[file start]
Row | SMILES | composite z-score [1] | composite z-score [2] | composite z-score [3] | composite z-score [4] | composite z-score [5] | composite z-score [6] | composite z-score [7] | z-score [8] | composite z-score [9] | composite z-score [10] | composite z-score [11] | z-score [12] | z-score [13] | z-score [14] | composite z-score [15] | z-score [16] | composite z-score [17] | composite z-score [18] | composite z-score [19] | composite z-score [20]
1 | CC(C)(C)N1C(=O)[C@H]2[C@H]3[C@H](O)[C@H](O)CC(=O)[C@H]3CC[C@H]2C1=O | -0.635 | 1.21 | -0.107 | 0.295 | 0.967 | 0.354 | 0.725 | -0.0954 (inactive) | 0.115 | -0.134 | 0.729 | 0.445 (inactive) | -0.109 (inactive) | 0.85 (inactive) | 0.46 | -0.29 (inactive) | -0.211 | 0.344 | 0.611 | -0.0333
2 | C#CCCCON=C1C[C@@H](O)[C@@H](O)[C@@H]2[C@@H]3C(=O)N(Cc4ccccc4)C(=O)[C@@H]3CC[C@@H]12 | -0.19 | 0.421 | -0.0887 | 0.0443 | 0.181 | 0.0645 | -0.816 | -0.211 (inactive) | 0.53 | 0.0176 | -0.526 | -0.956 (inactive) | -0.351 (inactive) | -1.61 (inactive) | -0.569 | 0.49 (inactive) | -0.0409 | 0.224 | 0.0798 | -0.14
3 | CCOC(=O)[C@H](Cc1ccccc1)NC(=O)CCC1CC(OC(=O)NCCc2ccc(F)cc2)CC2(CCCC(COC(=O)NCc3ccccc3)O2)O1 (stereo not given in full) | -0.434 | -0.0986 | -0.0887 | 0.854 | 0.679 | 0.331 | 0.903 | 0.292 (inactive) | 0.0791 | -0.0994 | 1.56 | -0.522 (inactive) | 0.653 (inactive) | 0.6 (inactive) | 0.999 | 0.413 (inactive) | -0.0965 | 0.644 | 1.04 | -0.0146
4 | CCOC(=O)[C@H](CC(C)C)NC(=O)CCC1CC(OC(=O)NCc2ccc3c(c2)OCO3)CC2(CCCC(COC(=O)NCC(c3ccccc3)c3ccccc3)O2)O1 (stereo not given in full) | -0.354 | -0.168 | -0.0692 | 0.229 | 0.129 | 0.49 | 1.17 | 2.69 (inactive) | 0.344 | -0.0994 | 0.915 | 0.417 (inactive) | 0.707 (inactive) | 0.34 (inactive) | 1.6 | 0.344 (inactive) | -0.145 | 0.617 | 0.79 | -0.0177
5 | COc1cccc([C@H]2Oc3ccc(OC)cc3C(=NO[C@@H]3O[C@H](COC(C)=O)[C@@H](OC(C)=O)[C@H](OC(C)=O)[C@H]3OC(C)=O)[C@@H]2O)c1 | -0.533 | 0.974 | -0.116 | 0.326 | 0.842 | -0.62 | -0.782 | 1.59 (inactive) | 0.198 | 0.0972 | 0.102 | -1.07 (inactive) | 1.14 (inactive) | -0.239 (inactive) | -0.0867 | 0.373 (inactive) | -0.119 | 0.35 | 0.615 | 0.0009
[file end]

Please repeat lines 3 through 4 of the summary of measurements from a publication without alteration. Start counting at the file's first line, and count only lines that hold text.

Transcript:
2 | C#CCCCON=C1C[C@@H](O)[C@@H](O)[C@@H]2[C@@H]3C(=O)N(Cc4ccccc4)C(=O)[C@@H]3CC[C@@H]12 | -0.19 | 0.421 | -0.0887 | 0.0443 | 0.181 | 0.0645 | -0.816 | -0.211 (inactive) | 0.53 | 0.0176 | -0.526 | -0.956 (inactive) | -0.351 (inactive) | -1.61 (inactive) | -0.569 | 0.49 (inactive) | -0.0409 | 0.224 | 0.0798 | -0.14
3 | CCOC(=O)[C@H](Cc1ccccc1)NC(=O)CCC1CC(OC(=O)NCCc2ccc(F)cc2)CC2(CCCC(COC(=O)NCc3ccccc3)O2)O1 (stereo not given in full) | -0.434 | -0.0986 | -0.0887 | 0.854 | 0.679 | 0.331 | 0.903 | 0.292 (inactive) | 0.0791 | -0.0994 | 1.56 | -0.522 (inactive) | 0.653 (inactive) | 0.6 (inactive) | 0.999 | 0.413 (inactive) | -0.0965 | 0.644 | 1.04 | -0.0146